Where the gruesome met with the grotesque was the moment the Pope (the Pope, not Poe) made the English surrender a thousand Argentine prisoners, only to find that 50 of them ‘had to be operated on for lacerations in the anus’. An epidemic of hemorrhoids? No, erratic enemy sodomisers. All those soldiers had been brutally raped. (Can anybody be gently raped?) To save the honour of the Third World, the rapists were not the Gurkhas: it was all clumsily done ‘by the English’. British troops were not, as the Marquis of Queensberry once put it, ‘posing as somdomites’ – they were the real thing. The story is worthy of another marquis, De Sade as seen by Pasolini. The Argentine prisoners of war (and victims of sudden lust) had to be quickly interned in some secluded sanatoria that Garcia Marquez calls ‘special hospitals for the rehabilitation’ of soldiers whose families shouldn’t know the ‘state they were in’.
This kind of news-writing and storytelling combined makes Mark Twain, the famous author of ‘The Notorious Jumping Frog of Calaveras County’, look like a Jehovah’s Witness delivering a Sunday sermon. I must remind you that Mark Twain never got the Nobel Prize for Literature. It is obvious that it takes a different kind of lying to win it. Here it is, blooming wild.
Every Wednesday the Spanish newspaper El Pais prints, on what they call the ‘Noble Page’ (actually their version of an Op-Ed), an article with the Garcia Marquez byline. Before it’s too late I must warn the editors of Punch that each column wears, very visibly (like the one titled ‘Las Malvinas a Year After’), its author’s own copyright notice. It’s difficult to say if this is a mere legal formality, otherwise unheard of in Spain, to protect the penman from the swordsman, or just another authorial superstition among the many this writer has collected on his way to celebrity. To name only two, I can mention his painful habit of getting up very early in the morning to write his stuff – but never on Sunday, like Hemingway – and his donning an old brown robe to sit at his desk at dusk, like Balzac. Be that as it may, El Pais’s editorial page is thus made doubly noble by the new Nobel novelist. Recently a letter not to but from the Editor praised the writer’s exemplary habits of punctuality, order and cleanliness in terms so compelling they could force an untidy author like Tolstoy to jump in front of a speeding typewriter. Garcia Marquez writes weekly for Spaniards about all things on earth, but when he writes of things heavenly then he writes mainly of himself. To be fair, when he comes out as his own hero he always tells it as it should be – not like it was.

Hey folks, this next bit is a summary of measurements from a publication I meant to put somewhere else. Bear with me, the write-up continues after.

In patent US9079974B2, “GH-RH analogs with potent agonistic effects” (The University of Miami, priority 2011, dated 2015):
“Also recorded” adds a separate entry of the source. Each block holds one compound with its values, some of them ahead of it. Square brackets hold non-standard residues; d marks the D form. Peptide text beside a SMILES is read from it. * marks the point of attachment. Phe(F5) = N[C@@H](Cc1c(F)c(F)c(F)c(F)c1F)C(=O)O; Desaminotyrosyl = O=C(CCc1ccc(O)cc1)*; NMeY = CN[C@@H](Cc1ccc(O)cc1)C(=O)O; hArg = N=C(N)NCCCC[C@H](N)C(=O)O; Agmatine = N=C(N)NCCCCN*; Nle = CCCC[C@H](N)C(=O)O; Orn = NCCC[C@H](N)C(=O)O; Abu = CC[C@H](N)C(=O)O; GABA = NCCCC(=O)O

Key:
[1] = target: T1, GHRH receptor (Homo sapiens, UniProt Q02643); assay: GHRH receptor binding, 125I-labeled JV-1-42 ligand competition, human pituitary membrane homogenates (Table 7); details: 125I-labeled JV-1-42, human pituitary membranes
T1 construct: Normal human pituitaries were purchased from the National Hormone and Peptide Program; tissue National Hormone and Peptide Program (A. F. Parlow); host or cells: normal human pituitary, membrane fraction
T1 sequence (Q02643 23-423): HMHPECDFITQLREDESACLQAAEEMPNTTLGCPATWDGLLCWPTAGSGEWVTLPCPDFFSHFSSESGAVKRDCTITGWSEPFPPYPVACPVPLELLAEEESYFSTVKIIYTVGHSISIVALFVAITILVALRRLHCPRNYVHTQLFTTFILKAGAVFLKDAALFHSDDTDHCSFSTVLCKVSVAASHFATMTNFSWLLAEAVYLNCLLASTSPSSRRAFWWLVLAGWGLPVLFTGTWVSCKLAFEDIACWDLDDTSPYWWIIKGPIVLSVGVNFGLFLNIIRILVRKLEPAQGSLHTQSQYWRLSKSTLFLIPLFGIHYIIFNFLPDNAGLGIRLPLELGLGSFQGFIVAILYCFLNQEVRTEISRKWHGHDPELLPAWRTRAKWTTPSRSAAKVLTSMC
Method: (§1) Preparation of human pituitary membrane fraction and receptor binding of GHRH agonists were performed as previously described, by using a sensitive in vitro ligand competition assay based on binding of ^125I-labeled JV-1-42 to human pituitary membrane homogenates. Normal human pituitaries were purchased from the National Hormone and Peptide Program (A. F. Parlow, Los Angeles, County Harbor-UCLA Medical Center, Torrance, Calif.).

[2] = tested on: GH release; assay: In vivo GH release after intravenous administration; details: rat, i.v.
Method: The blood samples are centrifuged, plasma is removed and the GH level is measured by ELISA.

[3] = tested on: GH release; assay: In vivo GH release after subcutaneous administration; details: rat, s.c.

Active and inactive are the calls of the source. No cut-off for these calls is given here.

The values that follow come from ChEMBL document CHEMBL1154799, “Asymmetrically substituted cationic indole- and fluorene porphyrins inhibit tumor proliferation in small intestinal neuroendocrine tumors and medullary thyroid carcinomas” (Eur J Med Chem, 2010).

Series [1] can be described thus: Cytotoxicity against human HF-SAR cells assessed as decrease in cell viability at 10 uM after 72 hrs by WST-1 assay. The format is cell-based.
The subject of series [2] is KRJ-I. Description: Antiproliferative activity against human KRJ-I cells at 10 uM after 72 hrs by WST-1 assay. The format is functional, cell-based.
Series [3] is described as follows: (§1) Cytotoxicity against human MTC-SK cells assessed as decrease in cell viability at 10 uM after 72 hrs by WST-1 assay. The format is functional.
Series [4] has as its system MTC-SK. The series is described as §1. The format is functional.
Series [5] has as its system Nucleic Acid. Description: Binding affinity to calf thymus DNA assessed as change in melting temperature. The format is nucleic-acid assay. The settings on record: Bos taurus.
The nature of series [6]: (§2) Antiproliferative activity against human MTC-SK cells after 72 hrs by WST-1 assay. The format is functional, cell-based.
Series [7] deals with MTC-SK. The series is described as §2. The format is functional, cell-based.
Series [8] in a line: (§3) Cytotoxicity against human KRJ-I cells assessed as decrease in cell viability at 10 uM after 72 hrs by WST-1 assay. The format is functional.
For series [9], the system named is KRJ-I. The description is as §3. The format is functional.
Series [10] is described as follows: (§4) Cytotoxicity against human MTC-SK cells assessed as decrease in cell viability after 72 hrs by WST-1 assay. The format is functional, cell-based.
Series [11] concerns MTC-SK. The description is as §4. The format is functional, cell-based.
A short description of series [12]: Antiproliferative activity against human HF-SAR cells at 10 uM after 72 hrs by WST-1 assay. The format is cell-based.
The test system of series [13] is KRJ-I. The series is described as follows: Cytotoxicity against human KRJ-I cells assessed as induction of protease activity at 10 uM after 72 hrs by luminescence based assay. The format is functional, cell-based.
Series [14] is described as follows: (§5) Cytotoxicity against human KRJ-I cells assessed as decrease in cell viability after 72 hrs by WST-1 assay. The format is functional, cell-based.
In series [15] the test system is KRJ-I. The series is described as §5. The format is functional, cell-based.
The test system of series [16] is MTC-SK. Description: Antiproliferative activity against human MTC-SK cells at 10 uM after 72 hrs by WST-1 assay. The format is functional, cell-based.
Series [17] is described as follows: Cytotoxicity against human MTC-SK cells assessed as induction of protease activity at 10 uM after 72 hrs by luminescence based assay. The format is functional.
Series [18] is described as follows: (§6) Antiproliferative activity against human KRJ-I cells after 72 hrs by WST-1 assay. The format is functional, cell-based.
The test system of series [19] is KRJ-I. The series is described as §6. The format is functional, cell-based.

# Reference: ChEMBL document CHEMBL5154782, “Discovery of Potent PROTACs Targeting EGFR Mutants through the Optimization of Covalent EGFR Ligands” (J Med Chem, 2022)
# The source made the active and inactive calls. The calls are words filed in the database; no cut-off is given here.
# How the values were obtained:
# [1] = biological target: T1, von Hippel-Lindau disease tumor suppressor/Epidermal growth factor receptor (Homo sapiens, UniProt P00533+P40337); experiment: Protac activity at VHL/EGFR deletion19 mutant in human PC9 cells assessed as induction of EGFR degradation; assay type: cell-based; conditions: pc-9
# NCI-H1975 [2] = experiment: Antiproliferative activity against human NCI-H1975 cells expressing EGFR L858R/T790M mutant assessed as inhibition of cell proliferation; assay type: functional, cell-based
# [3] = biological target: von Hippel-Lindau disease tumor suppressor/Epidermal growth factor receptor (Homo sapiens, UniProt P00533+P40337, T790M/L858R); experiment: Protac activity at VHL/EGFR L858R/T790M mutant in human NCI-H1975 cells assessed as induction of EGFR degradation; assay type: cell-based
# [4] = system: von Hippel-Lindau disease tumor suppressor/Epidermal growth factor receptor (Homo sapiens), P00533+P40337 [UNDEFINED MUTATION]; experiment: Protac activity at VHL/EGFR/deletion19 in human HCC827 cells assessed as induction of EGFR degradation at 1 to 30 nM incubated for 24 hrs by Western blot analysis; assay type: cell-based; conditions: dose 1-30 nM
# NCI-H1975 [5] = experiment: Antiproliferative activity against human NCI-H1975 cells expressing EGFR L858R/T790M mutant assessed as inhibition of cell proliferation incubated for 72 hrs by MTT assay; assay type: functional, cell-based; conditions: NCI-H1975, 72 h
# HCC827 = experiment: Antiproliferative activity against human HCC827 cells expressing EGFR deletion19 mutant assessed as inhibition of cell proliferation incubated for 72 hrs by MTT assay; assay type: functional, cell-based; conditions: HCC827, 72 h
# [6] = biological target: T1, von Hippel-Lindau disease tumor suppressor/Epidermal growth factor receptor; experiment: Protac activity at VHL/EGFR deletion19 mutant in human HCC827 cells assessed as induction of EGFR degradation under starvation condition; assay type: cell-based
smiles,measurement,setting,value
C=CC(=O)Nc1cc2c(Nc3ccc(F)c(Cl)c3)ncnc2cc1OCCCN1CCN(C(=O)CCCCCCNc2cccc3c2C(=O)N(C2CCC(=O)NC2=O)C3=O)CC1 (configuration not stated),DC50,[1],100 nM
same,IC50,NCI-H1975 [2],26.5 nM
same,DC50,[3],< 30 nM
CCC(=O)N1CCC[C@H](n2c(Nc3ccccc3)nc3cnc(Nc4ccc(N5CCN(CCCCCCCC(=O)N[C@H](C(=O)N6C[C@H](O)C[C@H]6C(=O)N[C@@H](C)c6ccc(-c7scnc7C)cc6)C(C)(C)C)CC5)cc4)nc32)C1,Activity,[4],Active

One of Garcia Marquez’s recent bellybusters was devoted to his trip to Stockholm to collect the Nobel Prize. Here he narrated how, in true populist fashion, he attended the ceremony wearing a liqui-liqui (some sort of traditional Colombian white linen suit), with a yellow sunflower in his lapel. In fact, his entourage, all two hundred of them, wore a yellow flower too: in their clothes, in their hair – everywhere. A national emblem perhaps, like the yellow rose of Texas? No, senor. A flowery exorcism against the evil eye: a Caribbean custom. A cumbia band was in full swing throughout the gala. The cumbia is a poor Colombian version of the Manhattan salsa, more gravy than saucy. A Spanish writer commented in Madrid’s Café Gijon that it was as if Juan Ramon Jimenez, the Andalucian poet, winner of the 1956 Nobel Prize, had gone to the Swedish ceremony wearing a Cordoban sombrero, a fancy chaleco and vaquero boots. He could even have taken along a flamenco troupe, with red carnations in their hair and lapels – and one or two with the gypsy rose clenched between their teeth. Olé!
The highlight of the Nobel performance was Garcia Marquez’s speech in Spanish. Here he showed off a first-hand knowledge of that avis vulgaris, the South-American caudillo. He lectured on many picturesque strongmen of the past. But when he came to the present-day variety he merely alluded to them, as if eluding name, rank and serial number. Perhaps he feared that if he named the dean of dictators, General Alfredo Stroessner, who has already been 29 years in power in Paraguay, he would have at least to skirt around Comandante Fidel Castro, who has managed to rule Cuba, all by himself, for 23 full years, without the benefit of the doubt of even a popularity poll! Stroessner rigs his elections but at least he has them – though he is usually the only candidate. When it comes to Latin caudillos Castro is the second-best bet. Any bookie will tell you that Fidel will outlive Fredo into first place any day now.